Source: KMP Presentation
Since the announcement of the company's FY 2014 budget in December 2014 the company has concluded around $962 million worth of acquisitions of crude oil tankers that are involved in marine transportation for U.S. domestic trade through the Jones Act. Additionally the company's Tennessee Gas Pipeline ((NYSE:TGP)) accomplished a prosperous binding open season for additional north to south natural gas transportation capacity adding up to 500,000 dekatherms per day. This will transport gas from the Marcellus and Utica shales to several delivery points on the Gulf Coast. Since the contracts are spread over several years and usually indexed to inflation these expansions will benefit the company in FY 2014 and beyond.
As a result of the factors discussed above, the company believes it will see outstanding growth opportunities for all of its business segments. Additionally through these moves the company has positioned itself well to take advantage of the growing oil and gas midstream industry. The North American oil and gas midstream industry is in need of more midstream infrastructure to transport and store oil, gas and liquids from the productive shale plays in the United States and the oil sands in Alberta in addition to growing demand for CO2. The outlook for the North American oil and gas midstream industry is further discussed in the following heading.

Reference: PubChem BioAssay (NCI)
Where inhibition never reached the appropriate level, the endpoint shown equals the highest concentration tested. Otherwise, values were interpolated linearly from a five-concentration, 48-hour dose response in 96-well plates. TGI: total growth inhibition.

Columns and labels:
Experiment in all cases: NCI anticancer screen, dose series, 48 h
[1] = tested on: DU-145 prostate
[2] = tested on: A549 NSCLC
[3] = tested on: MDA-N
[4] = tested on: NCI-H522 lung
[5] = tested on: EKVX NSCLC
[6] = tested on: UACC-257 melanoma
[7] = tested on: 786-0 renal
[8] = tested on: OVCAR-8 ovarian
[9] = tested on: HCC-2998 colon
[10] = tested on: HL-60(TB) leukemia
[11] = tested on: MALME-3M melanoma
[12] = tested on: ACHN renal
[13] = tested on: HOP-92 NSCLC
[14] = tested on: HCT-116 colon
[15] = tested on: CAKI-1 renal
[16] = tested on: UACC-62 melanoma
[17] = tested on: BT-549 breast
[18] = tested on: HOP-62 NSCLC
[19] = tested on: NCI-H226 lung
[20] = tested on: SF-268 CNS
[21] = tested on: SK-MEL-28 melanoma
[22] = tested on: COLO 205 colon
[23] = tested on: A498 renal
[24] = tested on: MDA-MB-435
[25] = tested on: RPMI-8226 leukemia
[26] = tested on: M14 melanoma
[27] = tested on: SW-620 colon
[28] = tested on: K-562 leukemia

Oil and Gas Midstream Industry Outlook
The company's strategic moves will aid in taking advantage of the solid tailwinds from an enduring boom in domestic oil and gas production. As a pipeline operator, Kinder Morgan benefits from the rise in production as volumes of oil and gas increase. The company has positioned its growth portfolio to capitalize on drilling hotspots and major discoveries like Marcellus and Utica Shale and a trans-Canada pipeline that will trigger growth in U.S. production over the next five years.
The huge pipeline network that Kinder Morgan is expanding to add coverage of boom areas with its $14-billion backlog could increase the company's distribution by 25%-30% in the next four years.
There are two positive aspects that will favor the industry. First, growth in domestic energy production due to the shale revolution will create a huge demand for new infrastructure. Secondly, the U.S. is speedily converting into an energy exporter and this will also create further demand for new energy infrastructure.